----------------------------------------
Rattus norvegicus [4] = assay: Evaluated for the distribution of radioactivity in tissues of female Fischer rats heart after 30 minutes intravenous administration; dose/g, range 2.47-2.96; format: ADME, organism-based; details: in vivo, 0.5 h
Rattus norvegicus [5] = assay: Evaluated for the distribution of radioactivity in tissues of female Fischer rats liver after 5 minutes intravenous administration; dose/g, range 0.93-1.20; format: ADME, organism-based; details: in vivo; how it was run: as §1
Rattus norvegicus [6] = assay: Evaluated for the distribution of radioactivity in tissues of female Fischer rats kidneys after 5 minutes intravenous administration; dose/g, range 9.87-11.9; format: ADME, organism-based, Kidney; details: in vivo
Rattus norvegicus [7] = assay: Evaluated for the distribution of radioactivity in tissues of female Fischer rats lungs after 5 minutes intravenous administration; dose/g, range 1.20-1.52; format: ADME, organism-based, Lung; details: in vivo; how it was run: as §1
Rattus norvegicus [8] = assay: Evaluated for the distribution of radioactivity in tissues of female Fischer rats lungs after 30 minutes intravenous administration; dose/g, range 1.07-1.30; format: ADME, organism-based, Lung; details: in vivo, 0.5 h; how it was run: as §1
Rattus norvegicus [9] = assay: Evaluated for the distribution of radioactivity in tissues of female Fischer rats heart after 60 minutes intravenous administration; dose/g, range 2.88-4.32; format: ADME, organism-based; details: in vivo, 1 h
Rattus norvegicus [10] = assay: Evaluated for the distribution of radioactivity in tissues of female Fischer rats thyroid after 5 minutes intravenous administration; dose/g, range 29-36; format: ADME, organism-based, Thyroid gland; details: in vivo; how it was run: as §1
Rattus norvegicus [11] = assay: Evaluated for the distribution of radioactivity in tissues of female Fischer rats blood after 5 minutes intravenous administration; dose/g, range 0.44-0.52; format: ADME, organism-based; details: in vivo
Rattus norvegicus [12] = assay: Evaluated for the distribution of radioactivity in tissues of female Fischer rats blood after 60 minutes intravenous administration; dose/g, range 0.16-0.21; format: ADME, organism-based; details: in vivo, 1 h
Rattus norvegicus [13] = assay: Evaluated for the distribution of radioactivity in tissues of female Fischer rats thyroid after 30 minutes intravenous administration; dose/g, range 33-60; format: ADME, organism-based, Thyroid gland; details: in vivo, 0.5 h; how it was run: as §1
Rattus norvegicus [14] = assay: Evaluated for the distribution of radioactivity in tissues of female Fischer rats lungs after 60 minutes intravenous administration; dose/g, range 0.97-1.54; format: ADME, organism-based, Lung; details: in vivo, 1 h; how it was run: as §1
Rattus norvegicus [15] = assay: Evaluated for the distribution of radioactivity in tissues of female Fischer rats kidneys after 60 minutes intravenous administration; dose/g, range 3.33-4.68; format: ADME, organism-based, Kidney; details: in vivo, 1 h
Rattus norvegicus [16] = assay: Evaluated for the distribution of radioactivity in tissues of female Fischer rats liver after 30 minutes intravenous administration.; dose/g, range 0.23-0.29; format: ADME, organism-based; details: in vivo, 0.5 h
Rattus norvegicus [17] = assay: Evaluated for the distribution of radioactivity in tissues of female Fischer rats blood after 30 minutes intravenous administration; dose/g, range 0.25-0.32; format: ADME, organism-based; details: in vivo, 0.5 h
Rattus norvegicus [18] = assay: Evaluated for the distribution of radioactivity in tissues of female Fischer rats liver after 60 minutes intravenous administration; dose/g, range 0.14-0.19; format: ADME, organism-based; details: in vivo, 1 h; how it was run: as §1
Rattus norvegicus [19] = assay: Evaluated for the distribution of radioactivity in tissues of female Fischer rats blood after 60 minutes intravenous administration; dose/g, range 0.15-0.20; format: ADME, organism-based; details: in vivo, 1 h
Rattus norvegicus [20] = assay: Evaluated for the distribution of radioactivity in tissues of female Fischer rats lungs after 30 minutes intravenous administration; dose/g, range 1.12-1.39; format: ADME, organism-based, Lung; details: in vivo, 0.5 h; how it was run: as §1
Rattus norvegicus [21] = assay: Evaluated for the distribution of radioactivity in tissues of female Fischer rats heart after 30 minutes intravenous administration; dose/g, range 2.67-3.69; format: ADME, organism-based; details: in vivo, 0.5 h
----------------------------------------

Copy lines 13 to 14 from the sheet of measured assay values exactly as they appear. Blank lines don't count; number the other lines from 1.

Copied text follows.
Rattus norvegicus [16] = assay: Evaluated for the distribution of radioactivity in tissues of female Fischer rats liver after 30 minutes intravenous administration.; dose/g, range 0.23-0.29; format: ADME, organism-based; details: in vivo, 0.5 h
Rattus norvegicus [17] = assay: Evaluated for the distribution of radioactivity in tissues of female Fischer rats blood after 30 minutes intravenous administration; dose/g, range 0.25-0.32; format: ADME, organism-based; details: in vivo, 0.5 h